Footprints, wheel tracks, and stirrings of a movement: positioning people with a disability and the Disability Rights Movement within Australia.
Carling-Jenkins, Rachel (2007) Footprints, wheel tracks, and stirrings of a movement: positioning people with a disability and the Disability Rights Movement within Australia. PhD thesis, James Cook University.
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The Disability Rights Movement, which emerged internationally as a major force operating to emancipate people with disability, can be identified as leaving only fragile footprints within Australia. In contrast, there are other new social movements that have received a higher level of recognition, prominence and influence within Australia. A sampling of two of these movements—the Women’s Liberation and Indigenous Rights Movements—were used to develop a tool for analysing the struggle of people with disability and the Disability Rights Movement in Australia. This research was framed through the critical inquiry, disability studies – emancipatory and critical pre-action paradigms. A documentary method was used, where annotations were made from literature representing the sampled movements. A study was presented of the sampled movements, with the aim of learning from these movements. An analysis tool was then developed for application to the Disability Rights Movement from the information gained. This tool involves three aspects: domains, which explore the roots of the struggle; details, which investigate significant visions, events and voices within a context of local conditions and international influences; and dimensions, which explicated the levels of consciousness that develop through new social movements.
This analysis tool was then applied to disability literature in Australia. People with disability were identified, as a group within Australia, as having been oppressed and ‘othered’ by their non-disabled counterparts who have assumed medical, professional and economic dominance. This study established the positioning of people with disability in Australia as one characterised by exploitation, marginalisation, powerlessness, cultural imperialism and violence within the medical, professional and market domains. The struggles of the disabled ‘other’ were framed through the denial of citizenship, segregation within institutions, living on the margins of society and the Disabled Body. These themes were identified and explored as areas of oppression for people with disability in Australia.
Through an initial critical analysis, this study then revealed a fragmented picture of the Disability Rights Movement in Australia. An explanation was presented for these tensions, where two streams were identified within the movement, namely the ability stream and the disability pride stream. These streams were identified as running concurrently through the movement, creating a confluence which inhibits the movement from leaving significant footprints within Australia. Each of these streams, including their motivations and visions were evidenced.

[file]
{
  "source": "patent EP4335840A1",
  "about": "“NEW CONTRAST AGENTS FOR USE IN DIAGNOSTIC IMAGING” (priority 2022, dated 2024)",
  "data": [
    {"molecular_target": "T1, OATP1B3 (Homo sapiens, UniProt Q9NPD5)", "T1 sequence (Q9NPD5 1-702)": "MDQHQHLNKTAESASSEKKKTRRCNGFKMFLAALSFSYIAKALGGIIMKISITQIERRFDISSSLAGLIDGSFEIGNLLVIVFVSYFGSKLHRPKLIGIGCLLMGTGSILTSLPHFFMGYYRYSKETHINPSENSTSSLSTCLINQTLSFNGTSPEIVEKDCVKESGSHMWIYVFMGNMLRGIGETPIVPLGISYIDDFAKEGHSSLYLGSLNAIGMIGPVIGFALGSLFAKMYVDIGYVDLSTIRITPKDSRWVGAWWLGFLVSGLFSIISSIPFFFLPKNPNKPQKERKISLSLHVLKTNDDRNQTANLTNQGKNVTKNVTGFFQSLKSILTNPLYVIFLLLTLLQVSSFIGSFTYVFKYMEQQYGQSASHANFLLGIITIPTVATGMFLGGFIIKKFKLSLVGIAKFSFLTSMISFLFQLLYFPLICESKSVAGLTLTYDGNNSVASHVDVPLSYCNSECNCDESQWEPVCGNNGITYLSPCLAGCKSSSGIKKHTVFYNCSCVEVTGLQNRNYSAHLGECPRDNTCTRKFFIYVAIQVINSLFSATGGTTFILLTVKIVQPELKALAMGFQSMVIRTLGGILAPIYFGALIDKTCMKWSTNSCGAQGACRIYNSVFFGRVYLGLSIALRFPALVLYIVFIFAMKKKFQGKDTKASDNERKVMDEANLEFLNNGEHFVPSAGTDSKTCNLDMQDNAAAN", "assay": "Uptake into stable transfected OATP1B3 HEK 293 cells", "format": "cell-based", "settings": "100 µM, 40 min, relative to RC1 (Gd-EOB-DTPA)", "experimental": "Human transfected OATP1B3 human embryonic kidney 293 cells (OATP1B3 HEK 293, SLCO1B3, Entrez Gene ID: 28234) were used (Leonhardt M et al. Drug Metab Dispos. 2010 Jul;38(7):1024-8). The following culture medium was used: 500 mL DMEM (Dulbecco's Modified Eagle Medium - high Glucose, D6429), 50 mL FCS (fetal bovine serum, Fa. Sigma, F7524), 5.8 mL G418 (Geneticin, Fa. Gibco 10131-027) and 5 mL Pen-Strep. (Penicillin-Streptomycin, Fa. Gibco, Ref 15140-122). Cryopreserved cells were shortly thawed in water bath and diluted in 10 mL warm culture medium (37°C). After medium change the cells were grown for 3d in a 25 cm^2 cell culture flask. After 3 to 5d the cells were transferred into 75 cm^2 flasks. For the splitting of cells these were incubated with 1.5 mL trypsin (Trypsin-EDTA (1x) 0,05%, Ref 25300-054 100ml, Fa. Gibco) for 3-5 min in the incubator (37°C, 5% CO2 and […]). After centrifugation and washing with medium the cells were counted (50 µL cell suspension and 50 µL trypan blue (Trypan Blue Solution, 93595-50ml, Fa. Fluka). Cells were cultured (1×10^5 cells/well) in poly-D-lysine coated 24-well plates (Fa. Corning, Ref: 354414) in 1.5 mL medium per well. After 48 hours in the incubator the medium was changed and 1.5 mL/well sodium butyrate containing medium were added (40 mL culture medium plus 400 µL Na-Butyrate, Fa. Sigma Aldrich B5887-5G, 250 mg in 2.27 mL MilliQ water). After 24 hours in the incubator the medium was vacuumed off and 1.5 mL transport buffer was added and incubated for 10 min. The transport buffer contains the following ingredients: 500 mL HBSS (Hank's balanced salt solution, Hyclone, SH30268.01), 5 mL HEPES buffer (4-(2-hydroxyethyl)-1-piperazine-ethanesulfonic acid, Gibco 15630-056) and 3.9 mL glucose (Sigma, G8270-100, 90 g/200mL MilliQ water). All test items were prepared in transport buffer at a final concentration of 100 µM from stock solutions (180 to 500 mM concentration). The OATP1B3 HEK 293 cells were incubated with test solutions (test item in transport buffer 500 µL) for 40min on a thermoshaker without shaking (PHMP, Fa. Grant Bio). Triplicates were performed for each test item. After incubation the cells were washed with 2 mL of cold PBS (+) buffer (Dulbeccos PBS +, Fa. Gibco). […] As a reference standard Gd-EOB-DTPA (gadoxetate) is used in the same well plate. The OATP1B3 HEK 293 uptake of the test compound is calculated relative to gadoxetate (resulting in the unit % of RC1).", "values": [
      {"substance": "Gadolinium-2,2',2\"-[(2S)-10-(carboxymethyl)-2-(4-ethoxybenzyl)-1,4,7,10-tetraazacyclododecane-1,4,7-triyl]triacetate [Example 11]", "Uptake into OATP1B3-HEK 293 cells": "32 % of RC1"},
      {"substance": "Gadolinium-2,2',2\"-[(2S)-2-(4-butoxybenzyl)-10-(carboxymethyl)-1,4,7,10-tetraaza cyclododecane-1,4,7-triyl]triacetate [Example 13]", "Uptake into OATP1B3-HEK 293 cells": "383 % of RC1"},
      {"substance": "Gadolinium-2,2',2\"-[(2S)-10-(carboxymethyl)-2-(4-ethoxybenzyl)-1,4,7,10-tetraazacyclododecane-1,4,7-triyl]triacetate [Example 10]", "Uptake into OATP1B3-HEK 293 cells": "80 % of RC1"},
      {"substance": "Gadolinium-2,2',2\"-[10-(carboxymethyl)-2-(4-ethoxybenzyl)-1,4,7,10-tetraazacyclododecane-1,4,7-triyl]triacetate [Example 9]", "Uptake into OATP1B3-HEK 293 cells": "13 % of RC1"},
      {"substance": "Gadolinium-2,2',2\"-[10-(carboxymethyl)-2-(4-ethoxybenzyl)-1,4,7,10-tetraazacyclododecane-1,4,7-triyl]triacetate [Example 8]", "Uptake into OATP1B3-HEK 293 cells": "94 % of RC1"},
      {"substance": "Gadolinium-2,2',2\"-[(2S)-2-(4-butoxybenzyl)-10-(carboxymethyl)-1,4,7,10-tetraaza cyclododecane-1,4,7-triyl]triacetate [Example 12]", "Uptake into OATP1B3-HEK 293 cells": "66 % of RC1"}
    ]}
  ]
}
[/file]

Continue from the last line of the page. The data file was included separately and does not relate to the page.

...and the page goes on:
This research concludes that disability in Australia is still considered within modern thought, and thus the ‘othering’ of people with disability within an hierarchy of dominance continues to be reinforced through regimes and institutions, and is evidenced through the privileged control of public and private spaces. The Disability Rights Movement in Australia was reviewed as individually fragmented, collectively divided and publicly restricted, allowing the privileged to maintain control and impose multiple definitions and interventions on the disabled ‘other’. This research provides an alternative picture for the Disability Rights Movement in Australia, which frames disability within post-modernity, evidencing counter-hegemonic strategies to challenge privileged control, a commitment to liberation, a celebration of diversity and a reclaiming of public and private spaces.
|Item Type:||Thesis (PhD)|
|Keywords:||disability, disability rights movement, social movements, positioning, hegemony, power, hierarchy, modernity, postmodernity, Australia|
|Date Deposited:||17 Dec 2009 23:27|
|FoR Codes:||16 STUDIES IN HUMAN SOCIETY > 1699 Other Studies in Human Society > 169999 Studies in Human Society not elsewhere classified @ 50%
16 STUDIES IN HUMAN SOCIETY > 1608 Sociology > 160806 Social Theory @ 50%
|SEO Codes:||94 LAW, POLITICS AND COMMUNITY SERVICES > 9401 Community Service (excl. Work) > 940101 Ability and Disability @ 100%|
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